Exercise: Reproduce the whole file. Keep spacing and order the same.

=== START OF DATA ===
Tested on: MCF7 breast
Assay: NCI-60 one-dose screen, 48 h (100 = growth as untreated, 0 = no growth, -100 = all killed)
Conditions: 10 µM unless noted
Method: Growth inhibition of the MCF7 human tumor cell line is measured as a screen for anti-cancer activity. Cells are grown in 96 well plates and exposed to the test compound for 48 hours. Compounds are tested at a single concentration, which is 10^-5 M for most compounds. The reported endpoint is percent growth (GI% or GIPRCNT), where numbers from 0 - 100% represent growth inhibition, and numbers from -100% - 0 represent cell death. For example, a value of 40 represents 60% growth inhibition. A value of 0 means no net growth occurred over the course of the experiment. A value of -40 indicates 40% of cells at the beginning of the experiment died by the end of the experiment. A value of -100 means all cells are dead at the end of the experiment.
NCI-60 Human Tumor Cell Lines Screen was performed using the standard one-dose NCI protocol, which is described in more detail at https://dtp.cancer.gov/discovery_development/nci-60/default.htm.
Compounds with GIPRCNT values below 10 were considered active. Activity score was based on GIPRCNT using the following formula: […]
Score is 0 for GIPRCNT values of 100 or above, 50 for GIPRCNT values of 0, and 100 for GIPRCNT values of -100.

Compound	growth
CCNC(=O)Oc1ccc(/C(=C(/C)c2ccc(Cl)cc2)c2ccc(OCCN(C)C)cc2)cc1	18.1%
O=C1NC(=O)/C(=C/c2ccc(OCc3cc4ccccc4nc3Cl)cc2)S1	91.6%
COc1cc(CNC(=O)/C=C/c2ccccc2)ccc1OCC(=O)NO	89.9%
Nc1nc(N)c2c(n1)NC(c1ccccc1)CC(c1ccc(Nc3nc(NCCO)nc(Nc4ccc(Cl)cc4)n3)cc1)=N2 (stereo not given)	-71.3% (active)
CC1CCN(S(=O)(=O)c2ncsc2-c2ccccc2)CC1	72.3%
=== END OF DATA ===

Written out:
Tested on: MCF7 breast
Assay: NCI-60 one-dose screen, 48 h (100 = growth as untreated, 0 = no growth, -100 = all killed)
Conditions: 10 µM unless noted
Method: Growth inhibition of the MCF7 human tumor cell line is measured as a screen for anti-cancer activity. Cells are grown in 96 well plates and exposed to the test compound for 48 hours. Compounds are tested at a single concentration, which is 10^-5 M for most compounds. The reported endpoint is percent growth (GI% or GIPRCNT), where numbers from 0 - 100% represent growth inhibition, and numbers from -100% - 0 represent cell death. For example, a value of 40 represents 60% growth inhibition. A value of 0 means no net growth occurred over the course of the experiment. A value of -40 indicates 40% of cells at the beginning of the experiment died by the end of the experiment. A value of -100 means all cells are dead at the end of the experiment.
NCI-60 Human Tumor Cell Lines Screen was performed using the standard one-dose NCI protocol, which is described in more detail at https://dtp.cancer.gov/discovery_development/nci-60/default.htm.
Compounds with GIPRCNT values below 10 were considered active. Activity score was based on GIPRCNT using the following formula: […]
Score is 0 for GIPRCNT values of 100 or above, 50 for GIPRCNT values of 0, and 100 for GIPRCNT values of -100.

Compound	growth
CCNC(=O)Oc1ccc(/C(=C(/C)c2ccc(Cl)cc2)c2ccc(OCCN(C)C)cc2)cc1	18.1%
O=C1NC(=O)/C(=C/c2ccc(OCc3cc4ccccc4nc3Cl)cc2)S1	91.6%
COc1cc(CNC(=O)/C=C/c2ccccc2)ccc1OCC(=O)NO	89.9%
Nc1nc(N)c2c(n1)NC(c1ccccc1)CC(c1ccc(Nc3nc(NCCO)nc(Nc4ccc(Cl)cc4)n3)cc1)=N2 (stereo not given)	-71.3% (active)
CC1CCN(S(=O)(=O)c2ncsc2-c2ccccc2)CC1	72.3%